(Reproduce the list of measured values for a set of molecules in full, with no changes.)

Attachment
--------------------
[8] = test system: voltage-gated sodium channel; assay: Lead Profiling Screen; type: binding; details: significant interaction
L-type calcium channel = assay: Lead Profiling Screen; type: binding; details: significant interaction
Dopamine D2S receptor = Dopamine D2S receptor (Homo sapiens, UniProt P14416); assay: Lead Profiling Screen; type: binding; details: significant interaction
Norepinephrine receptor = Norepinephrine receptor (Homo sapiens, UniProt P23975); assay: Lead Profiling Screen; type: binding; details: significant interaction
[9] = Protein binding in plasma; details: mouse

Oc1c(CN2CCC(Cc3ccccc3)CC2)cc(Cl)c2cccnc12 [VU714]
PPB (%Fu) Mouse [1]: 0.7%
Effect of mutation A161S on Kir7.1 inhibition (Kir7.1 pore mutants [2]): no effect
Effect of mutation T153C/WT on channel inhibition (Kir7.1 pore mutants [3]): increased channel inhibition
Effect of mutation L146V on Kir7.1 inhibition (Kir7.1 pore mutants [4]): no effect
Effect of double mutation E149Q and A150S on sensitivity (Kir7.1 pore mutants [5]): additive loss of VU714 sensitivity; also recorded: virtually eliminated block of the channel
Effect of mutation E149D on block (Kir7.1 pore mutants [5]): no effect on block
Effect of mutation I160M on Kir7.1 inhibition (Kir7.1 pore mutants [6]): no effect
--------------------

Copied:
[8] = test system: voltage-gated sodium channel; assay: Lead Profiling Screen; type: binding; details: significant interaction
L-type calcium channel = assay: Lead Profiling Screen; type: binding; details: significant interaction
Dopamine D2S receptor = Dopamine D2S receptor (Homo sapiens, UniProt P14416); assay: Lead Profiling Screen; type: binding; details: significant interaction
Norepinephrine receptor = Norepinephrine receptor (Homo sapiens, UniProt P23975); assay: Lead Profiling Screen; type: binding; details: significant interaction
[9] = Protein binding in plasma; details: mouse

Oc1c(CN2CCC(Cc3ccccc3)CC2)cc(Cl)c2cccnc12 [VU714]
PPB (%Fu) Mouse [1]: 0.7%
Effect of mutation A161S on Kir7.1 inhibition (Kir7.1 pore mutants [2]): no effect
Effect of mutation T153C/WT on channel inhibition (Kir7.1 pore mutants [3]): increased channel inhibition
Effect of mutation L146V on Kir7.1 inhibition (Kir7.1 pore mutants [4]): no effect
Effect of double mutation E149Q and A150S on sensitivity (Kir7.1 pore mutants [5]): additive loss of VU714 sensitivity; also recorded: virtually eliminated block of the channel
Effect of mutation E149D on block (Kir7.1 pore mutants [5]): no effect on block
Effect of mutation I160M on Kir7.1 inhibition (Kir7.1 pore mutants [6]): no effect